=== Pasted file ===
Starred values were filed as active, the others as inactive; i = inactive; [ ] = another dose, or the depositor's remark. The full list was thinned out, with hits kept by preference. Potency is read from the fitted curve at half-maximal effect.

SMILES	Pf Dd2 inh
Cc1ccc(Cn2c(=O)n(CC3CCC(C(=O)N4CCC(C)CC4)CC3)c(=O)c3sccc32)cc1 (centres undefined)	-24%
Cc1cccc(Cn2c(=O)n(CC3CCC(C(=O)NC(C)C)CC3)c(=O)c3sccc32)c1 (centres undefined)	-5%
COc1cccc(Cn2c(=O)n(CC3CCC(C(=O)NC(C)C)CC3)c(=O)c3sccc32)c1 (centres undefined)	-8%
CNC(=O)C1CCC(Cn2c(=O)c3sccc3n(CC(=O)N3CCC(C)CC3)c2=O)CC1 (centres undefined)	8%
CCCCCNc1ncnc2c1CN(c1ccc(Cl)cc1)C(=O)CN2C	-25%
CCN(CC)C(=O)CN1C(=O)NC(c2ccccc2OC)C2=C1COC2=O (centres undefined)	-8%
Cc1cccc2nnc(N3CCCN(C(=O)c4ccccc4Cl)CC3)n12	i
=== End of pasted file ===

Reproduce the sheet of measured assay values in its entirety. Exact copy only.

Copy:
Starred values were filed as active, the others as inactive; i = inactive; [ ] = another dose, or the depositor's remark. The full list was thinned out, with hits kept by preference. Potency is read from the fitted curve at half-maximal effect.

SMILES	Pf Dd2 inh
Cc1ccc(Cn2c(=O)n(CC3CCC(C(=O)N4CCC(C)CC4)CC3)c(=O)c3sccc32)cc1 (centres undefined)	-24%
Cc1cccc(Cn2c(=O)n(CC3CCC(C(=O)NC(C)C)CC3)c(=O)c3sccc32)c1 (centres undefined)	-5%
COc1cccc(Cn2c(=O)n(CC3CCC(C(=O)NC(C)C)CC3)c(=O)c3sccc32)c1 (centres undefined)	-8%
CNC(=O)C1CCC(Cn2c(=O)c3sccc3n(CC(=O)N3CCC(C)CC3)c2=O)CC1 (centres undefined)	8%
CCCCCNc1ncnc2c1CN(c1ccc(Cl)cc1)C(=O)CN2C	-25%
CCN(CC)C(=O)CN1C(=O)NC(c2ccccc2OC)C2=C1COC2=O (centres undefined)	-8%
Cc1cccc2nnc(N3CCCN(C(=O)c4ccccc4Cl)CC3)n12	i